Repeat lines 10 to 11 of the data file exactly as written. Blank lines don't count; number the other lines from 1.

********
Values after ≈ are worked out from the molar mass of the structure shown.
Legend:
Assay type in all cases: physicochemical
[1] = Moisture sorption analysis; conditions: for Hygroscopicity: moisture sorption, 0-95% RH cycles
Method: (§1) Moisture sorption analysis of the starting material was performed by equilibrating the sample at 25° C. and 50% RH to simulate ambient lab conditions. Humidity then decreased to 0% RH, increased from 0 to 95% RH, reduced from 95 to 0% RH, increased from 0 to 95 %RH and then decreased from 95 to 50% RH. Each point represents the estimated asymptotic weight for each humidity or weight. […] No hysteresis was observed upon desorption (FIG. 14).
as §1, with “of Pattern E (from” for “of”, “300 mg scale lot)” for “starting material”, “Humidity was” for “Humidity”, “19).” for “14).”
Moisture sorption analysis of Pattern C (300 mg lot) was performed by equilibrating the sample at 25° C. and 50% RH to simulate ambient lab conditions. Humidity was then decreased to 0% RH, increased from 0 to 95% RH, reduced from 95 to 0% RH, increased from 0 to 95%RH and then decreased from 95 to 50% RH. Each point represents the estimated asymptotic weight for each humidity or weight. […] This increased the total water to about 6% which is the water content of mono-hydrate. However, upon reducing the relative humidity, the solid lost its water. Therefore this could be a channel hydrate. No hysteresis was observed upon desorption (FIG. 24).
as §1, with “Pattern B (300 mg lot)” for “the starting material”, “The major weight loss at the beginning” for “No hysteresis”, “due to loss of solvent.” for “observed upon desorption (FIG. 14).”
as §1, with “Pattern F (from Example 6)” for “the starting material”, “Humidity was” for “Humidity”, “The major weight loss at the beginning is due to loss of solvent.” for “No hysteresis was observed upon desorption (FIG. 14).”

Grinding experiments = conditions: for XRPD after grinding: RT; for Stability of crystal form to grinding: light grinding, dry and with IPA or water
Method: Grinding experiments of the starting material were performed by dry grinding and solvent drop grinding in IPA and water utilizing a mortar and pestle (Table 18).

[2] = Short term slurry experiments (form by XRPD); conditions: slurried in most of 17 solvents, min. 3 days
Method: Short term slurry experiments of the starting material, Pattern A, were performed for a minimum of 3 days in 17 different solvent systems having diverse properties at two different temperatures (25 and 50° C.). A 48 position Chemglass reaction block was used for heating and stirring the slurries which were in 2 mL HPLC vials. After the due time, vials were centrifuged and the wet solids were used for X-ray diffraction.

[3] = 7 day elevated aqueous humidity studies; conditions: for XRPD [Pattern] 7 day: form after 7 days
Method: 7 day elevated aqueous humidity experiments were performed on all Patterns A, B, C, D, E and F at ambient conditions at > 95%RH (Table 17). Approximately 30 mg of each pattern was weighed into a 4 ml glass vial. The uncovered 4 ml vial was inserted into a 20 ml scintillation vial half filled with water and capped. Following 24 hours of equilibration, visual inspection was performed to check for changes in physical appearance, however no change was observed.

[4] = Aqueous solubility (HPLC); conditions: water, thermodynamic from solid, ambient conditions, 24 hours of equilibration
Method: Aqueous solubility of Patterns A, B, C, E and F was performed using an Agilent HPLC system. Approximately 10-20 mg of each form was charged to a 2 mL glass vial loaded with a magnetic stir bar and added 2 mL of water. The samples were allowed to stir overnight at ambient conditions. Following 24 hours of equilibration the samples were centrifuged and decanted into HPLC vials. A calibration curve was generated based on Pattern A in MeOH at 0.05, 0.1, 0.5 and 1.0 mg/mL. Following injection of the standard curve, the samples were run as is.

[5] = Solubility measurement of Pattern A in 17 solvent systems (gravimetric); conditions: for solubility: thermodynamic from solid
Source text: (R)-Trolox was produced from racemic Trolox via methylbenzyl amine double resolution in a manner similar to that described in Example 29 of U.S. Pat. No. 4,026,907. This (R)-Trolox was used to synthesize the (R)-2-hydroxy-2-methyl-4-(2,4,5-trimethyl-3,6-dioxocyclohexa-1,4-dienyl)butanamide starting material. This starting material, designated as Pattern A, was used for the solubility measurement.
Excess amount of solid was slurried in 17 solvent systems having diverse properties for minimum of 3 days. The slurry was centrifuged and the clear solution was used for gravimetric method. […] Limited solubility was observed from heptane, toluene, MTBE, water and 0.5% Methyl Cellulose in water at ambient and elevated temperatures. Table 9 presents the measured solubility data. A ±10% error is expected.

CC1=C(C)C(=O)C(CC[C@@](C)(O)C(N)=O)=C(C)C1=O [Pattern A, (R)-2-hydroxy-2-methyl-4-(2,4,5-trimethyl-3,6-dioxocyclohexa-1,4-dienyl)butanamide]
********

Grinding experiments = conditions: for XRPD after grinding: RT; for Stability of crystal form to grinding: light grinding, dry and with IPA or water
Method: Grinding experiments of the starting material were performed by dry grinding and solvent drop grinding in IPA and water utilizing a mortar and pestle (Table 18).